While it had to be hard to resist the urge to let Locker run free, Sarkisian and his staff was patient and knew it was best for the offense to have him develop as a passer.
Once he was able to resist the urge to run first, it was time to turn on the green light to run and we all saw the result against California.
It can be argued we shouldn’t have waited until that late of the season, but the end result is hard to argue with. Sarkisian has taken an exceptional athlete and made him a top NFL quarterback prospect. A lot of that is becausre of Locker's natural ability, but there is no question Sarkisian's coaching has greatly increased his stock as quarterback.
Chris Polk provided a record breaking season on the ground for Washington this year, and was one of the many bright spots on the offense.
Polk was consistent through the entire year, and even though the coaching staff spoke of a stable of running backs, Polk took the job and never gave it back.
A redshirt freshman, Polk has three years of eligibility remaining and it will be exciting to watch this young back build off his 1,000 yard performance this year. There is the depth behind him to push him, so we should expect no drop off going forward.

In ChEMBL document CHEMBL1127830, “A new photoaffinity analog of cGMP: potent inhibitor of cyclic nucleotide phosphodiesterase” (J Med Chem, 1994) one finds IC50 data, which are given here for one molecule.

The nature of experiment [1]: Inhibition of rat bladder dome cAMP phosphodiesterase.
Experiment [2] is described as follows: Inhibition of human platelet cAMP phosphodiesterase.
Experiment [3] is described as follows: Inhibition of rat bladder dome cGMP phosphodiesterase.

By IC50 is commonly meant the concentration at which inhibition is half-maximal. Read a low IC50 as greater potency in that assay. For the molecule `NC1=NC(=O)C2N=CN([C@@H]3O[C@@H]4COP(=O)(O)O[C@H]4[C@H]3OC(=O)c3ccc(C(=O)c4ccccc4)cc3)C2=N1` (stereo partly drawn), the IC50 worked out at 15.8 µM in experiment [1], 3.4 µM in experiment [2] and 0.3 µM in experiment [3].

Wide Receivers/Tight Ends=A
There were a lot of bright spots this year for the offense, but there is no forgetting the development of the wide receiving core for the Huskies. All of the main contributors were either freshman or sophomores, and grew exponentially as the season progressed.
Lead by Jermaine Kearse and his 866 yards this young group is full of playmakers. The receiving core is full of playmakers as even tight end Kavario Middleton was special as a pass catcher coming in fourth on the team in receptions.
As quarterback Jake Locker put it all together, these wide receivers responded in kind, and considering the youth, it is hard not to get excited about this groups performance this year.
One of the biggest question marks coming into the season was on the offensive line. The line has been much maligned over the last few years, and not without some reasoning.
This season the Huskies had only one senior starting, and a lot of younger players providing depth.
There were certainly frustrations this year. The goal line stand where Notre Dame held the Huskies out of the end zone comes immediately to mind. This line did start to come into its own a bit more as the season progressed.
While still not one of the top lines in the league, this group made solid strides to becoming a much more effective group moving forward.
Overall Offensive Grade=B
Overall the offense was good enough to stay in striking distance in all but two games. With improvement in all areas, this offense is a solid offensive line away from becoming a scarily effective offense.
As the line came together throughout the season, we started to see this more and more. There were a few tough games that keeps the grade from being higher, but overall a much better year than most expected going in.
If everyone returns next year, this means you Locker, this could be one of the most potent offenses in the PAC-10 next year.